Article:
How to Celebrate St. Patrick’s Day with Guinness

Written by Isabel Clift

Sláinte! It means ‘health!’ and in Ireland you use it to toast your first sip of Guinness. In a land famous for its hostelries , it’d be impolite not to join in…

5.5 million pints of Guinness are consumed daily around the world, but on St Patrick’s Day that number rises to 13 million! So in order to celebrate this great Irish national holiday properly, here are ten unusual pubs in Ireland for downing a pint of the black stuff…

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1. Panoramic views: Gravity, Dublin

Good things come to those who wait: every visitor to the Guinness Storehouse below Gravity can travel up to claim a pint at the end of the tour. 360 vistas make this Dubliners’ go-to for flash drinks, too: pop up here at sunset for that perfect pint-with-a-view.

St James’s Gate, Dublin 8

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2. Art Deco: Café en Seine, Dublin

Travel back to 1920s Paris for your, er, pint of Guinness via Café en Seine on Dawson Street. A restaurant, bar and nightclub rolling out across several ornate rooms, this is where you sip your pint with your pinkie sticking out, surrounded by oversized lamps, marble columns, polished wood and beautiful people.

39 Dawson Street, Dublin 2

3. Smallest: Dawson Lounge, Dublin

With room for just 24 bums on seats (though usually managing to squeeze in a few more), Dublin’s underground Dawson Lounge might be the smallest pub in Ireland, but the craic is mighty. From the blink-and-you’ll-miss-it doorway entrance to loos directly beneath pavement lights, this is one memorable place for a pint of the black stuff.

25 Dawson Street, Dublin 2

4. Celeb favourite: Harbour Bar, Bray

Harbour Bar is 30 minutes’ drive from Dublin in Bray, with a patrons list that reads like a Who’s Who of Irish celebs: Bono, Cillian Murphy, Brendan Gleeson, Liam Neeson, Sinead O’Connor and Shane Macgowan have all stopped by, as well as Oliver Reed, Lawrence Olivier and Katherine Hepburn. James Joyce used to live across the road, an in 2010, Lonely Planet voted this the ‘Best Bar in the World’.

1 Strand Rd  Bray, Co. Wicklow

5. Spookiest: Grace Neill’s, Donaghadee

Grace Neill’s has the oldest title deeds of any Irish pub, dating back to 1611 – so it’s not surprising there might be a few ghosts rattling around. Haunted by Grace herself, the oak-beamed pub serves award-winning food with its Guinness and puts on Celtic bands. Peter the Great and William Makepeace Thackeray were regulars, too.

33 High Street, Donaghadee, Co. Down

6. Victorian splendour: The Crown Liquor Saloon, Belfast

Gas lighting, snugs and a myriad of textured, patterned surfaces make the Crown Liquor Saloon a gorgeous slice of Victoriana in the centre of modern Belfast. Owned by the National Trust, the restored pub serves everything from fish ‘n’ chips to tiger prawns with chorizo alongside pints of the trusty black stuff.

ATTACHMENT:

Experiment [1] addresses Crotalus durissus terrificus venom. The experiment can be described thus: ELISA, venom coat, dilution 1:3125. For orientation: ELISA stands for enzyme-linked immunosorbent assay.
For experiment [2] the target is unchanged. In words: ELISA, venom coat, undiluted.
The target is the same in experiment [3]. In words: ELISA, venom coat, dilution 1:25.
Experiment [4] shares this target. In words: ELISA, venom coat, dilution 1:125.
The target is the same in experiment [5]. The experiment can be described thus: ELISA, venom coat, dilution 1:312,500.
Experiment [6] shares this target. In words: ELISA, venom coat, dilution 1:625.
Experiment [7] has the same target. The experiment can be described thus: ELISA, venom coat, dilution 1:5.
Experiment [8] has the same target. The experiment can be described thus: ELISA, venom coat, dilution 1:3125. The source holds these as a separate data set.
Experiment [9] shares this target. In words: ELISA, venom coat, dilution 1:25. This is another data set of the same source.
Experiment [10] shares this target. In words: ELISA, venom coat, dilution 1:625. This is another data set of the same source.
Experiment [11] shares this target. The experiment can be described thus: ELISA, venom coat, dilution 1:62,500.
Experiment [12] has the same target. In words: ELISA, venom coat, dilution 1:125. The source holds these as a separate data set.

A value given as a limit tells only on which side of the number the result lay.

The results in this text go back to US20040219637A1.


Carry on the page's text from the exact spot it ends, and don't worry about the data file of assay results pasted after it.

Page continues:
46 Great Victoria Street Belfast, County Antrim

7. Ship-shape: The Long Valley, Cork

Cheer and charm are your watchwords at Cork’s the Long Valley: a seemingly endless bar in a deep, narrow room (bringing to mind a ship’s hull) serving perfect pints as well as plates of artisan sandwiches on homemade brown. Photos of regulars on the walls and a pair of doors salvaged from the White Star Line HMS Celtic (which ran aground at Cork Harbour) add quirky detail and a strong sense of place.

10 Winthrop Street  Mahon, Cork, Co. Cork

8. Oldest: Sean’s Bar, Athlone

For the hotly-contested title of ‘Ireland’s oldest pub,’ the smart money’s on Sean’s Bar in Athlone. The site’s been used as a pub since AD 900, making it the oldest pub in Europe according to the Guinness Book of Records. Displays on the wall show the pub’s original 1100-year-old walls, as well as old coins minted on site.

13 Main Street Athlone, Co. Westmeath

9. Highest: Top of Coom, Kilgarvan

At 1045ft above sea level, this is the highest pub in Ireland – and while this provides our ‘unusual’ reason to go, it’s not what’ll make you stay. Beautiful views of the Cork/Kerry countryside, traditional music, friendly Gaelic-speaking owners and, well, plain old great craic will take care of that.

Kilgarvan, Co Kerry

10. Presidential vote: Ollie Hayes’ Pub, Moneygall

Ollie Hayes’ Pub was the home of perhaps the world’s most-photographed glass of Guinness in 2011, when Barack Obama stopped by for a pint in his great-great-great grandfather’s home town of Moneygall. Downing the pint in four sips, Obama declared “That’s good stuff there.”

Main Street, Moneygall  Birr, Co. Offaly

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Thanks to cakesquared, markjhealey, bjaglin, infomatique, sludgeulper and chad_k for the excellent images from Flickr. Please note, all images were suitable for use at the time of publication according to the Creative Commons License. Other images courstesy of and

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